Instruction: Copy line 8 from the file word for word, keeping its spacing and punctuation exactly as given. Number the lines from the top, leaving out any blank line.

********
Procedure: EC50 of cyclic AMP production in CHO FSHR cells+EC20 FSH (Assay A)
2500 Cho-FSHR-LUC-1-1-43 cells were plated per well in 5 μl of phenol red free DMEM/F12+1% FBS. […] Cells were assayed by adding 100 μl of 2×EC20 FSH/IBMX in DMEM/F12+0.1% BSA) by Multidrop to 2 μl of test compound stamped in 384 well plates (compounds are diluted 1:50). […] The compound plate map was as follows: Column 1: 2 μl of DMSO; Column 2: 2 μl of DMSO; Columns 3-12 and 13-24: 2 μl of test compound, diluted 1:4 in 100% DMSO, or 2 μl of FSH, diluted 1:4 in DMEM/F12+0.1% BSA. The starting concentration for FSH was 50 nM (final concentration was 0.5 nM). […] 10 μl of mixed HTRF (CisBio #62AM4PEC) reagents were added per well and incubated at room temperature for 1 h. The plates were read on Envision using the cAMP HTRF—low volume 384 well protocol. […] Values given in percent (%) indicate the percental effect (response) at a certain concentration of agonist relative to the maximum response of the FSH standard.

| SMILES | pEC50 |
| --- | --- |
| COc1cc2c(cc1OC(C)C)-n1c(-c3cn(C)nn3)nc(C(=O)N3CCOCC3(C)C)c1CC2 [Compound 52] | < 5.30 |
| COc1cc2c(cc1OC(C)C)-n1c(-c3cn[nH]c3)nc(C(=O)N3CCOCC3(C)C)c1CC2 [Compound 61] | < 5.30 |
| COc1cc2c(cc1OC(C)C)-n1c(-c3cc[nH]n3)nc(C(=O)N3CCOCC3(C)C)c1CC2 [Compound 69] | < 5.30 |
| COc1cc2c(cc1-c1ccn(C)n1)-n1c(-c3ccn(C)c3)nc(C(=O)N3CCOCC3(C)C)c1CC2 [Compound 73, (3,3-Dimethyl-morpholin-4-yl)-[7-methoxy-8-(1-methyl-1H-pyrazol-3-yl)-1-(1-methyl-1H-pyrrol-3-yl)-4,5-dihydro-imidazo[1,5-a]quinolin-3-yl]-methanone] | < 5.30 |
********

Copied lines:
| COc1cc2c(cc1-c1ccn(C)n1)-n1c(-c3ccn(C)c3)nc(C(=O)N3CCOCC3(C)C)c1CC2 [Compound 73, (3,3-Dimethyl-morpholin-4-yl)-[7-methoxy-8-(1-methyl-1H-pyrazol-3-yl)-1-(1-methyl-1H-pyrrol-3-yl)-4,5-dihydro-imidazo[1,5-a]quinolin-3-yl]-methanone] | < 5.30 |